The war drags ever on
    The war drags ever on
    ever on
    An arm is severed with a gun still in it's hand
    And it's just left to be damned
    Their main endeavor has not gone as it was planned
    Shoot the boys where they stand
    War is forever but as if we had the time
    To change their thoughts in their minds
    This war will never reflect on all their kind
    They should be glad just to die
    • Makes you think a-lot of the war on terror, right? Well this song was written all the way back in 1984, but it is Justified in the sense that many people saw the war on terror coming.
  • Chad Gilbert's and Hayley Williams's guest appearances on Say Anything's In Defense of the Genre is a little more awkward once you learn that Chad was rumored to have divorced his wife for Hayley. Said ex-wife is Sherri Dupree... who is now frontman Max Bemis's wife.
  • The chorus for Mindy McCready's "Oh Romeo" - "Oh Romeo/Who would lay down her life?/Swallow the poison, pick up the knife/Maybe I cried/Just a teardrop or two/I would not die for you/I would not die for you..." - is, like the whole song, a lot harder to take considering that in 2013, not long after her boyfriend was found dead, she committed suicide.
  • The music video for Suicide Silence's song "You Only Live Once" features the band playing in a shooting gallery and taking bullets (most likely fake bullets for recording, but there was blood involved). It becomes harsh when you consider Mitch Lucker, the band's former lead singer, dying on November 1, 2012 in a motorcycle crash while drunk.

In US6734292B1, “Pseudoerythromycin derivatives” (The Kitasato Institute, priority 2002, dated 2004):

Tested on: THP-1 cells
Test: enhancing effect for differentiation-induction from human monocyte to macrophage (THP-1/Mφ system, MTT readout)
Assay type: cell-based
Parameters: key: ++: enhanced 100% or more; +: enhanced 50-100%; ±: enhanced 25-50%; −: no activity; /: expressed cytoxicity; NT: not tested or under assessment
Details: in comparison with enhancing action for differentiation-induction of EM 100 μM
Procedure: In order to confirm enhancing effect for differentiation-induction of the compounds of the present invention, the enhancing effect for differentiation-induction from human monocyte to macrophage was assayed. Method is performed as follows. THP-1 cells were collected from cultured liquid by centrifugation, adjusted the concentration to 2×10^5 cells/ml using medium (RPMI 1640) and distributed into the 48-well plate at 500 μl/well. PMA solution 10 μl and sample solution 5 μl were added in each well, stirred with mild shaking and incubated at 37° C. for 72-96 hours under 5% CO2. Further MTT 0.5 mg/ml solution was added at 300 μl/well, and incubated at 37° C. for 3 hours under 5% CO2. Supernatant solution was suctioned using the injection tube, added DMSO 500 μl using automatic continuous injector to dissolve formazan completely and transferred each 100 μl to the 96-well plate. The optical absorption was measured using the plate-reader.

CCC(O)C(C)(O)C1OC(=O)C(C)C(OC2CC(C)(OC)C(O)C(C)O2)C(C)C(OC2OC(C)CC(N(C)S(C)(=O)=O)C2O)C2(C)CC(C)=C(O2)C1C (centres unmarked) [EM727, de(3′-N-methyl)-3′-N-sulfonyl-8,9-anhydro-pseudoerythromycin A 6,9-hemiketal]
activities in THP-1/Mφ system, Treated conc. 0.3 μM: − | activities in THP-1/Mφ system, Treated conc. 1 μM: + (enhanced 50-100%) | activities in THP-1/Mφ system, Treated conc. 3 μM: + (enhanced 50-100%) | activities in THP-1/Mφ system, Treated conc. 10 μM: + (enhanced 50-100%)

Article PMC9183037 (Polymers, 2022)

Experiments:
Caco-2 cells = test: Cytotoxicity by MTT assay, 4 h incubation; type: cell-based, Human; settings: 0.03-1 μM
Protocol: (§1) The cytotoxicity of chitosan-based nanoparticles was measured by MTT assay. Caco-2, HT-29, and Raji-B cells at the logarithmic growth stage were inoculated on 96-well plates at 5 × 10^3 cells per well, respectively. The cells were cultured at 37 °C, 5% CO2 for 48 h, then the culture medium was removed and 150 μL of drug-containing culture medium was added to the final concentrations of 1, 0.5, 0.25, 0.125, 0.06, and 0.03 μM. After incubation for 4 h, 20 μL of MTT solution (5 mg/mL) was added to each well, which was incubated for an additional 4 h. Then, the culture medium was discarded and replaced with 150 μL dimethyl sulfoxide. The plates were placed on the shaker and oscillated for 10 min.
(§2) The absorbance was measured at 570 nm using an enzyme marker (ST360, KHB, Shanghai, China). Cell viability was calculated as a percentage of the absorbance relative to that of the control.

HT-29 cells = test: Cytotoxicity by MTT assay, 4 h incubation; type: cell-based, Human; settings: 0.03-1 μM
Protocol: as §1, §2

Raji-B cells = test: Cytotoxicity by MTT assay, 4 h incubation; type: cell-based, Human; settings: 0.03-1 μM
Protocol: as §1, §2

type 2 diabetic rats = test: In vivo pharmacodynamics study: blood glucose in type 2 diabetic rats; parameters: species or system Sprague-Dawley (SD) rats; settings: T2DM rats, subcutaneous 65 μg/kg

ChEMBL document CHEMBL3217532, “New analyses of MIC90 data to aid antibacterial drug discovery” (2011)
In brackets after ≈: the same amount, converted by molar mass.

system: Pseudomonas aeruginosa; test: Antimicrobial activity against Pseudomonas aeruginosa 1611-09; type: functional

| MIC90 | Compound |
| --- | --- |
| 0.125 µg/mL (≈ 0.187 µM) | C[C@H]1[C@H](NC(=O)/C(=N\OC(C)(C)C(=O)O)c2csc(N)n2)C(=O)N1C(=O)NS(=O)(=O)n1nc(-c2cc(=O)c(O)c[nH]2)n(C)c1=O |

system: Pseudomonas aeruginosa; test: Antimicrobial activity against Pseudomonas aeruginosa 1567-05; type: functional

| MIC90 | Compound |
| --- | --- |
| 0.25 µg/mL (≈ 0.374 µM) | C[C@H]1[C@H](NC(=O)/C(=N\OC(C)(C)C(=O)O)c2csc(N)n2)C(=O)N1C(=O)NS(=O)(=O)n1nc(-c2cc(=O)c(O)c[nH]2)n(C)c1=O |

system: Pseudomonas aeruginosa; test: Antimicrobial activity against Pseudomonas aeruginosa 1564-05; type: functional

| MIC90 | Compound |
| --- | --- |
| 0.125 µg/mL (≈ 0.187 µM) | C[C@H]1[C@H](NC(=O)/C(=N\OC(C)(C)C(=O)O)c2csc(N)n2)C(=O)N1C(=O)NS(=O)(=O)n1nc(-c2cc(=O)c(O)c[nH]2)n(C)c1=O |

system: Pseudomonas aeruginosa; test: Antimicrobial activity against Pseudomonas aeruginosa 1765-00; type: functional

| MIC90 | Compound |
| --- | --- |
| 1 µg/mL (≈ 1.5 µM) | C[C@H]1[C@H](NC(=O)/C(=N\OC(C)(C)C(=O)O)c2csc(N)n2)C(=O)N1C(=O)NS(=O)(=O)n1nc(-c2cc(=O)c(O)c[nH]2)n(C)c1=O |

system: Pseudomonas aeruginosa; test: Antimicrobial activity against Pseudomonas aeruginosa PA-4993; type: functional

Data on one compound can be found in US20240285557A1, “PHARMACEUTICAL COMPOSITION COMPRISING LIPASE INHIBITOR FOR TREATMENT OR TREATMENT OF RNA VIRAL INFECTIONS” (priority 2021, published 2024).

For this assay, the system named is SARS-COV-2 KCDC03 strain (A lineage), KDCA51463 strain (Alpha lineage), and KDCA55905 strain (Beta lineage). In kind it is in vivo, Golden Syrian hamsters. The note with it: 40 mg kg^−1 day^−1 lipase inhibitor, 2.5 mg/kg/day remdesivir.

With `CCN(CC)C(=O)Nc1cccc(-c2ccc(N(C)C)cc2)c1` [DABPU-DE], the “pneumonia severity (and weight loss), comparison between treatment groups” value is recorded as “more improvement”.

• The opening percussion of The Beatles' "Come Together" is punctuated by John's repeated 'SHOOT me!'. The same interjection appears in the unreleased Beatles track "Watching Rainbows," which also features the eerie line 'Whatever you do, you gotta shoot somebody today.' (Some fans claim the "Rainbows" shout to be 'Shoot big', but this clearly isn't the case.)
    • Likewise, John's "Happiness Is A Warm Gun" - despite being an ode to both heroin and his sex life with Yoko - is frighteningly ironic today.
  • ABBA had a song I am a Marionette, which is about a singer's Creator Breakdown. Just a couple of years later, ABBA collapsed due to collective Creator Breakdown.
  • Edguy's first live album is entitled Burning Down The Opera. The Paris venue where the album was recorded later burned down. It was something like a decade or more after the record was released, but is nonetheless chilling.